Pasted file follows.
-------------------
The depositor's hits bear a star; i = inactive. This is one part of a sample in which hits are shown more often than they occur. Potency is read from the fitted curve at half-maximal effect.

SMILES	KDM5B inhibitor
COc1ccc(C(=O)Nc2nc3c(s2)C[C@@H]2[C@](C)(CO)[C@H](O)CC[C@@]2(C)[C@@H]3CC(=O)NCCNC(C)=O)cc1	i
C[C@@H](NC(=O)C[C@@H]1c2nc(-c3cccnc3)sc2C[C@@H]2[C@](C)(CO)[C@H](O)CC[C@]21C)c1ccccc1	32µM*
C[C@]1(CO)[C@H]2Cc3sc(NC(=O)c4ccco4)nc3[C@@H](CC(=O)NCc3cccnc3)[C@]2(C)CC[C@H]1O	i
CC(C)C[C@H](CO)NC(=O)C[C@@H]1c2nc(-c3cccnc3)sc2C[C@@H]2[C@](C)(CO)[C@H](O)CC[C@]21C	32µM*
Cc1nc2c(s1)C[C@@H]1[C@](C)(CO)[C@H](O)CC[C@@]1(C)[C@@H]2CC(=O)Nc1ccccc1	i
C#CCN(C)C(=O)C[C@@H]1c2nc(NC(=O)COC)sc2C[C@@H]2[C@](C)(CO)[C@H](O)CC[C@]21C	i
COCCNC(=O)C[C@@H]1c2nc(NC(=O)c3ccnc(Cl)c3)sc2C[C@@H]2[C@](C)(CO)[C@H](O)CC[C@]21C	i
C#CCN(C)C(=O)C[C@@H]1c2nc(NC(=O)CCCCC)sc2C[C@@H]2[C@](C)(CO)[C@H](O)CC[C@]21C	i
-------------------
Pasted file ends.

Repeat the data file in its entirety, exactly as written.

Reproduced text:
The depositor's hits bear a star; i = inactive. This is one part of a sample in which hits are shown more often than they occur. Potency is read from the fitted curve at half-maximal effect.

SMILES	KDM5B inhibitor
COc1ccc(C(=O)Nc2nc3c(s2)C[C@@H]2[C@](C)(CO)[C@H](O)CC[C@@]2(C)[C@@H]3CC(=O)NCCNC(C)=O)cc1	i
C[C@@H](NC(=O)C[C@@H]1c2nc(-c3cccnc3)sc2C[C@@H]2[C@](C)(CO)[C@H](O)CC[C@]21C)c1ccccc1	32µM*
C[C@]1(CO)[C@H]2Cc3sc(NC(=O)c4ccco4)nc3[C@@H](CC(=O)NCc3cccnc3)[C@]2(C)CC[C@H]1O	i
CC(C)C[C@H](CO)NC(=O)C[C@@H]1c2nc(-c3cccnc3)sc2C[C@@H]2[C@](C)(CO)[C@H](O)CC[C@]21C	32µM*
Cc1nc2c(s1)C[C@@H]1[C@](C)(CO)[C@H](O)CC[C@@]1(C)[C@@H]2CC(=O)Nc1ccccc1	i
C#CCN(C)C(=O)C[C@@H]1c2nc(NC(=O)COC)sc2C[C@@H]2[C@](C)(CO)[C@H](O)CC[C@]21C	i
COCCNC(=O)C[C@@H]1c2nc(NC(=O)c3ccnc(Cl)c3)sc2C[C@@H]2[C@](C)(CO)[C@H](O)CC[C@]21C	i
C#CCN(C)C(=O)C[C@@H]1c2nc(NC(=O)CCCCC)sc2C[C@@H]2[C@](C)(CO)[C@H](O)CC[C@]21C	i